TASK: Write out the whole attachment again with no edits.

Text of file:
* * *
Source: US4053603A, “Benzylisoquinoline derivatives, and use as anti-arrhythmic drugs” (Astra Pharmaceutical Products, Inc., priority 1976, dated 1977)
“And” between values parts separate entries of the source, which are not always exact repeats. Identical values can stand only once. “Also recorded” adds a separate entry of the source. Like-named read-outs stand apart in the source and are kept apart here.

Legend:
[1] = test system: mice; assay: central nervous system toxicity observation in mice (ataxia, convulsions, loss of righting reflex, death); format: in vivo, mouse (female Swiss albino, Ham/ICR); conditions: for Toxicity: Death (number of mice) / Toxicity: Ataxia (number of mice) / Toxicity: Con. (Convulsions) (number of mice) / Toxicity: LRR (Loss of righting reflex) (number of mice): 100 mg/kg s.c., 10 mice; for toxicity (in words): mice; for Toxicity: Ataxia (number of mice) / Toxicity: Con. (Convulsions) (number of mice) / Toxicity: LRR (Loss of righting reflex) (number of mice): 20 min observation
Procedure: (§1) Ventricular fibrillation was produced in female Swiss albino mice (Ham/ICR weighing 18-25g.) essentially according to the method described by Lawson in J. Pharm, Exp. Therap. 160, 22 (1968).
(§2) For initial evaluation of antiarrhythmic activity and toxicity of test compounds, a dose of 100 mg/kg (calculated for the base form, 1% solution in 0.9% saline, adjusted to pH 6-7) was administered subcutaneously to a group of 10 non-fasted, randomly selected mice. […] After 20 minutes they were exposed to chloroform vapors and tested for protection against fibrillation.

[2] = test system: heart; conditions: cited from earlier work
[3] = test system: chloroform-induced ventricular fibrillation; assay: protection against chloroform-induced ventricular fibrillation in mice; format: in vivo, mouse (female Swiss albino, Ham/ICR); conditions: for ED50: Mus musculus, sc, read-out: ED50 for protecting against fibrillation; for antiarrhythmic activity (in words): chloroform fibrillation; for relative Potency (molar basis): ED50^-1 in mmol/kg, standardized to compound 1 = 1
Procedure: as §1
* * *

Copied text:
Source: US4053603A, “Benzylisoquinoline derivatives, and use as anti-arrhythmic drugs” (Astra Pharmaceutical Products, Inc., priority 1976, dated 1977)
“And” between values parts separate entries of the source, which are not always exact repeats. Identical values can stand only once. “Also recorded” adds a separate entry of the source. Like-named read-outs stand apart in the source and are kept apart here.

Legend:
[1] = test system: mice; assay: central nervous system toxicity observation in mice (ataxia, convulsions, loss of righting reflex, death); format: in vivo, mouse (female Swiss albino, Ham/ICR); conditions: for Toxicity: Death (number of mice) / Toxicity: Ataxia (number of mice) / Toxicity: Con. (Convulsions) (number of mice) / Toxicity: LRR (Loss of righting reflex) (number of mice): 100 mg/kg s.c., 10 mice; for toxicity (in words): mice; for Toxicity: Ataxia (number of mice) / Toxicity: Con. (Convulsions) (number of mice) / Toxicity: LRR (Loss of righting reflex) (number of mice): 20 min observation
Procedure: (§1) Ventricular fibrillation was produced in female Swiss albino mice (Ham/ICR weighing 18-25g.) essentially according to the method described by Lawson in J. Pharm, Exp. Therap. 160, 22 (1968).
(§2) For initial evaluation of antiarrhythmic activity and toxicity of test compounds, a dose of 100 mg/kg (calculated for the base form, 1% solution in 0.9% saline, adjusted to pH 6-7) was administered subcutaneously to a group of 10 non-fasted, randomly selected mice. […] After 20 minutes they were exposed to chloroform vapors and tested for protection against fibrillation.

[2] = test system: heart; conditions: cited from earlier work
[3] = test system: chloroform-induced ventricular fibrillation; assay: protection against chloroform-induced ventricular fibrillation in mice; format: in vivo, mouse (female Swiss albino, Ham/ICR); conditions: for ED50: Mus musculus, sc, read-out: ED50 for protecting against fibrillation; for antiarrhythmic activity (in words): chloroform fibrillation; for relative Potency (molar basis): ED50^-1 in mmol/kg, standardized to compound 1 = 1
Procedure: as §1